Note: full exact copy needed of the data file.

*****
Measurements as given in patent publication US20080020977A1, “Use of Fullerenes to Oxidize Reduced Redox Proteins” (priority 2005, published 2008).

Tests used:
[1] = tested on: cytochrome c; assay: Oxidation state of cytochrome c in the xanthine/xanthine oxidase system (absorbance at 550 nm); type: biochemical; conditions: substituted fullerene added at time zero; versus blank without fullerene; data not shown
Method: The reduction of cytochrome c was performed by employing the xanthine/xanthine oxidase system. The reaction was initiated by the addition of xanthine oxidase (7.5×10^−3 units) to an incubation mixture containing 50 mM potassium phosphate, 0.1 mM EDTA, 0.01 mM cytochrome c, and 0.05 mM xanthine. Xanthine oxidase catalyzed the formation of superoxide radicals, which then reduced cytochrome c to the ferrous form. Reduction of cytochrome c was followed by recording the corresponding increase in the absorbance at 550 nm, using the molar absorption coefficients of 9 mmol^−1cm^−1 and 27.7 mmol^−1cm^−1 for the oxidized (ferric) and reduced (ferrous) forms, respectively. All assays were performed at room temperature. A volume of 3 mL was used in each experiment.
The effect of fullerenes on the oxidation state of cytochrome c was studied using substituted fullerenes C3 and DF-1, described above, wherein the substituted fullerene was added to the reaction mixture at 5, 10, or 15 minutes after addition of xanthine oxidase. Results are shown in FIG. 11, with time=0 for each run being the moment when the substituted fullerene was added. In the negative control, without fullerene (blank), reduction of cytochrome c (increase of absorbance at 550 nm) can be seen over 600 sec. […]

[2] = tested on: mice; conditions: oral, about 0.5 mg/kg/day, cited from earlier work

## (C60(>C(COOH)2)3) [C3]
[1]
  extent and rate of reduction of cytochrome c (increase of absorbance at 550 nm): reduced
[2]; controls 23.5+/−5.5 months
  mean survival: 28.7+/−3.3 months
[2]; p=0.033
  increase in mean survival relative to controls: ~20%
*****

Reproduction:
Measurements as given in patent publication US20080020977A1, “Use of Fullerenes to Oxidize Reduced Redox Proteins” (priority 2005, published 2008).

Tests used:
[1] = tested on: cytochrome c; assay: Oxidation state of cytochrome c in the xanthine/xanthine oxidase system (absorbance at 550 nm); type: biochemical; conditions: substituted fullerene added at time zero; versus blank without fullerene; data not shown
Method: The reduction of cytochrome c was performed by employing the xanthine/xanthine oxidase system. The reaction was initiated by the addition of xanthine oxidase (7.5×10^−3 units) to an incubation mixture containing 50 mM potassium phosphate, 0.1 mM EDTA, 0.01 mM cytochrome c, and 0.05 mM xanthine. Xanthine oxidase catalyzed the formation of superoxide radicals, which then reduced cytochrome c to the ferrous form. Reduction of cytochrome c was followed by recording the corresponding increase in the absorbance at 550 nm, using the molar absorption coefficients of 9 mmol^−1cm^−1 and 27.7 mmol^−1cm^−1 for the oxidized (ferric) and reduced (ferrous) forms, respectively. All assays were performed at room temperature. A volume of 3 mL was used in each experiment.
The effect of fullerenes on the oxidation state of cytochrome c was studied using substituted fullerenes C3 and DF-1, described above, wherein the substituted fullerene was added to the reaction mixture at 5, 10, or 15 minutes after addition of xanthine oxidase. Results are shown in FIG. 11, with time=0 for each run being the moment when the substituted fullerene was added. In the negative control, without fullerene (blank), reduction of cytochrome c (increase of absorbance at 550 nm) can be seen over 600 sec. […]

[2] = tested on: mice; conditions: oral, about 0.5 mg/kg/day, cited from earlier work

## (C60(>C(COOH)2)3) [C3]
[1]
  extent and rate of reduction of cytochrome c (increase of absorbance at 550 nm): reduced
[2]; controls 23.5+/−5.5 months
  mean survival: 28.7+/−3.3 months
[2]; p=0.033
  increase in mean survival relative to controls: ~20%